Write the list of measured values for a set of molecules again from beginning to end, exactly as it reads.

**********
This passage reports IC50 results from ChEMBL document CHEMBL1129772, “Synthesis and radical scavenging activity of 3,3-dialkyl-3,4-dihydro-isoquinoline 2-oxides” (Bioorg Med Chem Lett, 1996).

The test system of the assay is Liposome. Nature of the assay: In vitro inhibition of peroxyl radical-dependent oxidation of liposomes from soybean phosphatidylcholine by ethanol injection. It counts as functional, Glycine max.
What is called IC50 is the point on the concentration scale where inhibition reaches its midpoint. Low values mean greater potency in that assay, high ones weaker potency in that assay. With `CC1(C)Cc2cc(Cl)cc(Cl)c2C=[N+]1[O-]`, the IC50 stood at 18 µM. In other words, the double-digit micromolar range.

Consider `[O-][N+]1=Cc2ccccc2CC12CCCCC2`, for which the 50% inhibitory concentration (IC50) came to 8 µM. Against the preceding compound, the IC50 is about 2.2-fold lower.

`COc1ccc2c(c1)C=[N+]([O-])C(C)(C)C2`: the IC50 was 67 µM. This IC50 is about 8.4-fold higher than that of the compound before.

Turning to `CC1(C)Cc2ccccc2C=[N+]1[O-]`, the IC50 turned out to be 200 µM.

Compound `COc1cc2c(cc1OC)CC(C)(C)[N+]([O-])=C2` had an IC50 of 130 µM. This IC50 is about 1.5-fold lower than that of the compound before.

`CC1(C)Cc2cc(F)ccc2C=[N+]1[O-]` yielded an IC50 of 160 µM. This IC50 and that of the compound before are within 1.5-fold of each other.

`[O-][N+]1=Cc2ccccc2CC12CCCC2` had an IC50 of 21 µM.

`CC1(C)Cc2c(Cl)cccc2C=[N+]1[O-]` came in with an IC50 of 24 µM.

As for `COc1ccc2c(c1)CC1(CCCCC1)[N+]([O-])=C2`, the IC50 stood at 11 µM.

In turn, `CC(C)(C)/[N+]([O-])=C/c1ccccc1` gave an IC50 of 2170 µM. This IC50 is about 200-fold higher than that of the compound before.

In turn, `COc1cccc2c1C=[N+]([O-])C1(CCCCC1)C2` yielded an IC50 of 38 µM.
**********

This passage reports IC50 results from ChEMBL document CHEMBL1129772, “Synthesis and radical scavenging activity of 3,3-dialkyl-3,4-dihydro-isoquinoline 2-oxides” (Bioorg Med Chem Lett, 1996).

The test system of the assay is Liposome. Nature of the assay: In vitro inhibition of peroxyl radical-dependent oxidation of liposomes from soybean phosphatidylcholine by ethanol injection. It counts as functional, Glycine max.
What is called IC50 is the point on the concentration scale where inhibition reaches its midpoint. Low values mean greater potency in that assay, high ones weaker potency in that assay. With `CC1(C)Cc2cc(Cl)cc(Cl)c2C=[N+]1[O-]`, the IC50 stood at 18 µM. In other words, the double-digit micromolar range.

Consider `[O-][N+]1=Cc2ccccc2CC12CCCCC2`, for which the 50% inhibitory concentration (IC50) came to 8 µM. Against the preceding compound, the IC50 is about 2.2-fold lower.

`COc1ccc2c(c1)C=[N+]([O-])C(C)(C)C2`: the IC50 was 67 µM. This IC50 is about 8.4-fold higher than that of the compound before.

Turning to `CC1(C)Cc2ccccc2C=[N+]1[O-]`, the IC50 turned out to be 200 µM.

Compound `COc1cc2c(cc1OC)CC(C)(C)[N+]([O-])=C2` had an IC50 of 130 µM. This IC50 is about 1.5-fold lower than that of the compound before.

`CC1(C)Cc2cc(F)ccc2C=[N+]1[O-]` yielded an IC50 of 160 µM. This IC50 and that of the compound before are within 1.5-fold of each other.

`[O-][N+]1=Cc2ccccc2CC12CCCC2` had an IC50 of 21 µM.

`CC1(C)Cc2c(Cl)cccc2C=[N+]1[O-]` came in with an IC50 of 24 µM.

As for `COc1ccc2c(c1)CC1(CCCCC1)[N+]([O-])=C2`, the IC50 stood at 11 µM.

In turn, `CC(C)(C)/[N+]([O-])=C/c1ccccc1` gave an IC50 of 2170 µM. This IC50 is about 200-fold higher than that of the compound before.

In turn, `COc1cccc2c1C=[N+]([O-])C1(CCCCC1)C2` yielded an IC50 of 38 µM.